as ever. Miss CtOSSman as Gloriana
wants to enthuse a little more and
put more life into her work. As it is
the four principal male characters
occupy almost the entire attention of the
audience, in fact carry the piece. Miss
Margaret Robinson us Jessie Chadwick
wants an electric shock to wake her UDa
bit and then we think the . performance
would go even better than it does now.
"The Major's Appointment" Is a cnod cur
tin raiser, and was much enjoyed by the
audience. Mr. Edwii SUmtcoj does capital
• to Mi I - Act M. ■■ti.orlana ••
work as Major Uuntley, the final scene be
ins; partkmlarly willactei. The iloi ioi
"Gloriaoa** will sbisie at the California for
.tbe next two week-.
"llic Witch."
The production of tin work of firion. writ
ten by Phillip Hamilton and Marie MftdUon,
at the Bush-street Theater last evening cre
ated much interest in theatrical circles, and
when the curtain went up the house was well
filled. "The Witch" is a drama of consider
able merit, not merely as a literary work,
for it is also intensely dramatic aud is veil
deserving the praise that has been m lavishly
bestowed upon it by the Eastern press. We
have witnessed so many indifferent per
formances in this city lately that it is quite
refreshing to be able to sit through such an
interesting performance and feel satisfied
that time is not being wasted that could ie
better »nt elsewhere. There is a pathetic
love story running through the Witch,"
such as everyone appreciates md never
tires of. Mr*. Marie Hubert Frohman
is a most Interesting little "witch"; her
net i iic in particularly impressive and mag
netic. She is a refined and delicate little
lady and pretty. She was frequently
called before the curtain and received many
handsome, floral tributes. Tho old pillory
with a man and woman in its gentle em
brace is wonderfully realistic, the rrlme for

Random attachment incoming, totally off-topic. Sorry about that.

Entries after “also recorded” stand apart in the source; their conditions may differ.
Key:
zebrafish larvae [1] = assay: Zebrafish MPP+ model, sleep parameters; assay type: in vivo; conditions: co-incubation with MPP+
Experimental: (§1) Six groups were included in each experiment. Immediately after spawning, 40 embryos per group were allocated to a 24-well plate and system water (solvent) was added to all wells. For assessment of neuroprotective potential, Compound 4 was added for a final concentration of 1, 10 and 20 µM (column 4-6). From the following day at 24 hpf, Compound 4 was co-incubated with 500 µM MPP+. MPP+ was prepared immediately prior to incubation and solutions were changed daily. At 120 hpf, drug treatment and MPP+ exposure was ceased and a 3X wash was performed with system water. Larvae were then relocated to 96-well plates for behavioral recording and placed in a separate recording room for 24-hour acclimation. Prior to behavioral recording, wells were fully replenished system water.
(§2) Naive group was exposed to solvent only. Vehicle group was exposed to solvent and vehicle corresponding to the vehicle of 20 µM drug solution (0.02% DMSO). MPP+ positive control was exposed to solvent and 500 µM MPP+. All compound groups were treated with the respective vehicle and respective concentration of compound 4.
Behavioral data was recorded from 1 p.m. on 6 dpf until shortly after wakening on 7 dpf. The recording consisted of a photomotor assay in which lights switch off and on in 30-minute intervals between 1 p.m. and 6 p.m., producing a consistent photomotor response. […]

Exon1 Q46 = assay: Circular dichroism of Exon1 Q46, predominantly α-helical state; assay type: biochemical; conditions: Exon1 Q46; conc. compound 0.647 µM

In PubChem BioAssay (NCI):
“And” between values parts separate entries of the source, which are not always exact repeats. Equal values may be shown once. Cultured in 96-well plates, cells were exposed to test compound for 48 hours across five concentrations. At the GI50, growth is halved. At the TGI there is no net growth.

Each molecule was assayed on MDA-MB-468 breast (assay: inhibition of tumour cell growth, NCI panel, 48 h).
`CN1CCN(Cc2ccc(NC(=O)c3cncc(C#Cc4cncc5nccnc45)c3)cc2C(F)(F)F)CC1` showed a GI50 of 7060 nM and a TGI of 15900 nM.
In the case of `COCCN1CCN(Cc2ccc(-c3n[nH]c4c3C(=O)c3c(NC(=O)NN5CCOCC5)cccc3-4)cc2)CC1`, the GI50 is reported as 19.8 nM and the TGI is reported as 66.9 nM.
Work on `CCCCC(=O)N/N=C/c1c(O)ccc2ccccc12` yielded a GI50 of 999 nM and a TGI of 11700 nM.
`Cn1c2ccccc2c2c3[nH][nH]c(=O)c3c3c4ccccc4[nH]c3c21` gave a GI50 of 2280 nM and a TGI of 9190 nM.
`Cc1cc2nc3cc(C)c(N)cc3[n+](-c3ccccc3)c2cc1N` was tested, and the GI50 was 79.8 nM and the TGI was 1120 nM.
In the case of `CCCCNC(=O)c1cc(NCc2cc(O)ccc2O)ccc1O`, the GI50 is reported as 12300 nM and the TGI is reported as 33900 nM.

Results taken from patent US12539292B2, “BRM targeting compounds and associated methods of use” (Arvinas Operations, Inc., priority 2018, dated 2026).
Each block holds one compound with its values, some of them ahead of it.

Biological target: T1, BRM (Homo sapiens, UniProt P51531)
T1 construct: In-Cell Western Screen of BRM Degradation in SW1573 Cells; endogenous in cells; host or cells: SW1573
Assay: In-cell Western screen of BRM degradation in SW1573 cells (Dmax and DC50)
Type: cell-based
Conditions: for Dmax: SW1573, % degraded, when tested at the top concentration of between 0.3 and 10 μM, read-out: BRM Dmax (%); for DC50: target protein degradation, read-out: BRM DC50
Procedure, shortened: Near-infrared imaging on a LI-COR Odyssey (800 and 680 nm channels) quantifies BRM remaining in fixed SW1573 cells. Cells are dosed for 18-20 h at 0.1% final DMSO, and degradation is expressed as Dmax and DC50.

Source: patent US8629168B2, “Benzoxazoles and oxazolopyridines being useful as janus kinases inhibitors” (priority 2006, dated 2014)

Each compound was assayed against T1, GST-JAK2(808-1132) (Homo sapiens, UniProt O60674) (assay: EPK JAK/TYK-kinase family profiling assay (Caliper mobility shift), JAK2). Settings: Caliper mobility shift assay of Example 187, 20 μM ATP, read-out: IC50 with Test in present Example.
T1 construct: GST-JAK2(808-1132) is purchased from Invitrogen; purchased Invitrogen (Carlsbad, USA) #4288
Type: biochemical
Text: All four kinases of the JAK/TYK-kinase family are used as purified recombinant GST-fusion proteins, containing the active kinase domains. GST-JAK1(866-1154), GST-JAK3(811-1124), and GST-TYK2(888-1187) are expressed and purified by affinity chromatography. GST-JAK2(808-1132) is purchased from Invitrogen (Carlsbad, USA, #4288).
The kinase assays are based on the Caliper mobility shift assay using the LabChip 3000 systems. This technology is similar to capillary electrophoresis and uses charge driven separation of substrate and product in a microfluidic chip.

which they suffer being the heinous offense
of kissing on Sunday. 'I lip fourth act, laid
in the old Sttlfttn court- 1 ouse, where the
witch is tried, proved very eucrossine. The
"Witch" Is a gord play from start to finish,
and keen Interest follows every situation
and rivets the attention of tha audleuce com
pletely. The "Witch" shonld have a large
share of public patronage during Mrs. Proo
uiau'd engagement. The company Is way
above the average.
r<»n*rxl Mention.
There will be a matinee on Wednesday,
the 20ih inst., at StockwelPs Theater, where
"The School for Scandal" will be given
by the Daly cmiiDuny.
The great il!usi;.u!st, Herbert Alblni,
holds the fort at the Wigwam this week as
being the greater: magician and humorist
Of his time. There is also an importation,
M M Nellie M fa ire, from Tony Pastor's,
and many ether attraction*. The Irish
sketch of "The. New Judge" is a fine wind
up to the long list.
Aotrust Htnriehs' national opera Is grad
ually approaching completion.
Mrs. Belle Hinrichs, assisted by Mis 3
R fa Ranarde. will give a song evening at
Byron Mnuxy Hall Thursday ev<*n;n?. July
21. Selections from Kucken, Ili'gjt, Loud,
<;r^ch. White, Dempster, Buucicautt, Masse,
Foster and Work make up the programme.
lien Lillian Kussull comes to trie Bald
win with "La Cigala" and "The Mounte
bank" she will be supported by William T.
Carleton. '1 ho fact is, says the New York
Mercury, that sltboutH Mr. Carleton's